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William Douglas, mill owner





William Douglas (28 Feb 1745-30 Jan 1810) was the head of the firm of William Douglas and Co., cotton spinners and merchants.  He served the office of constable of Manchester in 1780. He is sometimes referred to as William Douglas of Penbleton.


William, Of the Old Hall, Pendleton, Lancashire, was the son and 7th child of John Douglas (d. 1762) of St. George's, Hanover Square, an innkeeper of the Hercules Pillars in Hyde Park Road, London, and Mary Gardiner (d. 1766).

Of nine siblings only the three boys survived. After the deaths of his parents he brought up by his younger brother James (1753–1819) in Manchester, where James belatedly attended Manchester grammar school. He was in business with his other brother, Thomas (qv).

William Douglas, later to be known as Black Douglas because of his harsh treatment of pauper children, set up water powered hoist mill at the Pendleton Old Hall Site in 1780. Freedom from Arkwright restrictions resulted in an increase in the size of water powered mills. A letter in 1792 mentions 3,000 to 4,000 spindles at Douglas Mills. Douglas chiefly supplied the master manufacturers with twist and warps, which were then distributed to the handloom weavers. In 1782 the Douglas Mills were constructing textile looms.

In 1786, he employed 5 girl and 3 boy apprentices from St Giles in the Fields; in 1795 there were 15 and 12 from St Luke, Chelsea. He 'employed and paid a clergyman of the Church of England to instruct them in their Bible catechism and other religious duties on Sunday'. It is not clear from where these children came, but pauper children from as far away as Glasgow were placed in the Lancashire mills. William Douglas had, in 1795, apprenticed to him Mary Anne Finch from St Anne's Parish, Westminster, with 'hours of labour seldom exceed(ing) 12 hours a day' - and 'never at night'.  The Douglas Green Mills in Salford were sometimes referred to as the Cripple Factory or The White Slave Mill.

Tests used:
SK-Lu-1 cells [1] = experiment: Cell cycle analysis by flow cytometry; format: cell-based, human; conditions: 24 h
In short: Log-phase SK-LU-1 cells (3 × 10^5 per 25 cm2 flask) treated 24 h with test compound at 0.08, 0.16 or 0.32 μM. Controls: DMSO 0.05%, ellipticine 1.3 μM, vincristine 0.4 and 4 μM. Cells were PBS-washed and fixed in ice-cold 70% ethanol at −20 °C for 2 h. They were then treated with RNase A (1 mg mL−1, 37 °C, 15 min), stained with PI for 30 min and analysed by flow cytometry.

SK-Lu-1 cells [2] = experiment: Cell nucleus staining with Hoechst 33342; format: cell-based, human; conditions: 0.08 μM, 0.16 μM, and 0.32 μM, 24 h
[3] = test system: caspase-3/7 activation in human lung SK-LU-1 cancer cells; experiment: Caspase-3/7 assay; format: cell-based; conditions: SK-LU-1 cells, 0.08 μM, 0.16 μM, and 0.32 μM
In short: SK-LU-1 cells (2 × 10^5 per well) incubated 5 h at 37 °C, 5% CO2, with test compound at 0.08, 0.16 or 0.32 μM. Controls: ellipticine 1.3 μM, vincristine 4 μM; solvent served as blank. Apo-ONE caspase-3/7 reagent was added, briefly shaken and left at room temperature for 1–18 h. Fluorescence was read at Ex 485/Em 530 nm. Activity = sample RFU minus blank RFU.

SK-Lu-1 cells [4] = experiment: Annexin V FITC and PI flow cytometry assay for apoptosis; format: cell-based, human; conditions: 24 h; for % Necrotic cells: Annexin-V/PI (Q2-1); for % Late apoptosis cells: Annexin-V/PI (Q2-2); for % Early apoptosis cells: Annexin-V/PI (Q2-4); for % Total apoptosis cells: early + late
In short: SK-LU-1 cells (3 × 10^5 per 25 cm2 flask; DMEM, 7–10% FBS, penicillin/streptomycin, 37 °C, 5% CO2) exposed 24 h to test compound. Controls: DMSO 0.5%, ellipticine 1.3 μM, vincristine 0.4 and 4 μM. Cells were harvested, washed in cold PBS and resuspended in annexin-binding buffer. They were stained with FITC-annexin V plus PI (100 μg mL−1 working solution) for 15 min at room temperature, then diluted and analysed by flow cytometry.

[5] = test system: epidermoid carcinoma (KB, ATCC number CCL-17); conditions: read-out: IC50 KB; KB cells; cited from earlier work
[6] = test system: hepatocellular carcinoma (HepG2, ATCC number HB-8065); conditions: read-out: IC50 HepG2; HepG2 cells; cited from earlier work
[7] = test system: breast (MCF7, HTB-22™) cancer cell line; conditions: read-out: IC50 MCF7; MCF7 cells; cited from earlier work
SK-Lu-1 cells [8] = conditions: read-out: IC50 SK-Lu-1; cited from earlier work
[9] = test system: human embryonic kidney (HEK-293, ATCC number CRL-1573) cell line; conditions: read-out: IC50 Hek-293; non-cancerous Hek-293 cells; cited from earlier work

He was appointed an Honorary Burgess of Glasgow, 22 Dec 1784.

He married Mary Hargreave, daughter of George Hargreave and Mary Marsden and had 5 children. He is described as 'a key player' in the cotton industry and amassed a fortune. In the history of the Hargreave family, he is described as a banker, possibly Messrs. Douglas, Smalley & Co, in Holywell, established by his son John.

He died 30 Jan 1810 at Pendleton Hall, and was succeeded by his son, John Douglas of Gyrn, a cotton spinner in Holywell, Flintshire. His ghost was said to haunt the area for many years after.


memorialThere is a memorial to him in the upper gallery of St Thomas's Church, Pendleton, which reads:
Sacred to the memory of William Douglas of the Old Hall in this parish, esquire.
Died 30th Jan 1810 aged 64 years.
Also his beloved wife Mary died 30th Sept 1788 aged 42 years.
also their daughters
Maria died 21st Nov 1787 aged 15 years.
Aphia died 18th April 1774 aged 1 year.
Sophia died 18th April 1795 aged 19 years.


Not listed on the memorial is his daughter, Charlotte.  She seems to turn up as a spinster of Leaf Square, Pendleton in the 1820s, yet there are claims she has descendants in Somerset.









mapMap of Pendleton

The attached pdfs contain additional information about William Douglas.  
By these accounts, he was not a very nice man!


See also:
•  The Cotton Twist Company



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